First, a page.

And what a thrilling pursuit it was. When you’re not wincing at rugby’s brutality, sometimes, instead of broken bodies, we get broken play. When it’s at the top level, with very skilful players paid heaps for their time and effort, that little theatre where they have to read their partners’ body language and ad-lib at the drop of a hat, it’s truly a special game.
Of many moments pulled from the top drawer, a couple will linger: Damian Penaud’s grace under pressure when motoring back to deal with a ball in behind him. He looked over his shoulder and should have been alarmed by the sight of Josh van der Flier drooling at the prospect of a hearty meal, but instead, the wing calmly tapped the ball to pop it up and took off.
Between himself and Ethan Dumortier, France have men who are extremely hard to put down. That struggle to stick to the tackled player was a constant battle for Ireland.
Then, early in the second half, with Ireland producing the type of patient build-up that marked their success in the series against New Zealand, Doris produced an offload under pressure that should earn him immediate membership of the Magic Circle. Thibaud Flament’s to the irrepressible Antoine Dupont a few minutes later was in the same executive class.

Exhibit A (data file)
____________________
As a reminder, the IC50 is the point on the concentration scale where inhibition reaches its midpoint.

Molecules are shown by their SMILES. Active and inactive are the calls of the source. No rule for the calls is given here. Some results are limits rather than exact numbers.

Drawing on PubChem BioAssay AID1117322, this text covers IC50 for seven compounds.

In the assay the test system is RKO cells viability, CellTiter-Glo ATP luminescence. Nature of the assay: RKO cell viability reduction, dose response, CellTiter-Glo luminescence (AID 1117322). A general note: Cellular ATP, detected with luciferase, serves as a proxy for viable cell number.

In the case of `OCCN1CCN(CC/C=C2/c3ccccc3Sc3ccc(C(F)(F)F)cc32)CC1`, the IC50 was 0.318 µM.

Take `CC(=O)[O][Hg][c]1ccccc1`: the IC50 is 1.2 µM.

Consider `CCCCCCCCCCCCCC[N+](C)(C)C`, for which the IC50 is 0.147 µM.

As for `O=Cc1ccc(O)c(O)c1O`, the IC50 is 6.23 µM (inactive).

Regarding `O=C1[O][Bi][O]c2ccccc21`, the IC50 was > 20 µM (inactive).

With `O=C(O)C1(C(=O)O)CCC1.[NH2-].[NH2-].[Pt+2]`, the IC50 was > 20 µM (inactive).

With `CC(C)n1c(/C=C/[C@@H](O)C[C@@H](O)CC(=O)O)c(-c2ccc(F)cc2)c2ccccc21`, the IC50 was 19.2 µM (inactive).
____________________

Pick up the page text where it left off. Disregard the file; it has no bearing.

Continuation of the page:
Ireland were wiped by France in the offload stakes — 12-6 — but aside from average lineouts, it was the only place they trailed. Had they been better in the last five metres of the field, this would have been a landslide, the effects of which on French heads would have been interesting in this World Cup year.
There were positive implications for that gig for Ireland as well. You could be forgiven for thinking Andy Farrell wants to give Declan Kidney a run for his money. It was Farrell’s predecessor, once removed, who cornered the market on making a triumph out of a crisis. If Kidney woke up on match day in the team hotel to find half his starting XV laid low with dysentery, he would declare it a sign from above about the value of having back-ups.
In this case, however, the opportunity, as Farrell likes to classify injuries, is twofold: first, there is the game-time afforded those who might be called on again in similar circumstances in the World Cup; then, there is the chance to identify and fix the gremlin in the soft-tissue system.
In August, Ireland will play warm-ups against Italy and England. Not the time to have pinging hamstrings as the soundtrack. So, if they can get to the end of this Six Nations with the soft-tissue problem solved, then, fair enough, it can be classed as an ill wind that at least blew someone some good.
Finlay Bealham and Tom O’Toole, for example, have made solid ground in Tadhg Furlong’s absence, though with only five scrums in 80 minutes, that bit of grunt was denied them. It would have been helpful, too, for Caolin Blade to get a look in, but credit to Conor Murray for showing up for work in very difficult circumstances, and going desperately close to scoring.
In the review, Ireland will look at those near misses and resolve to do better. Just because the last five metres of the field is governed often by brawn doesn’t mean there can’t be some creativity lobbed in for effect. To be conducting that review on the back of two bonus point wins is savage stuff.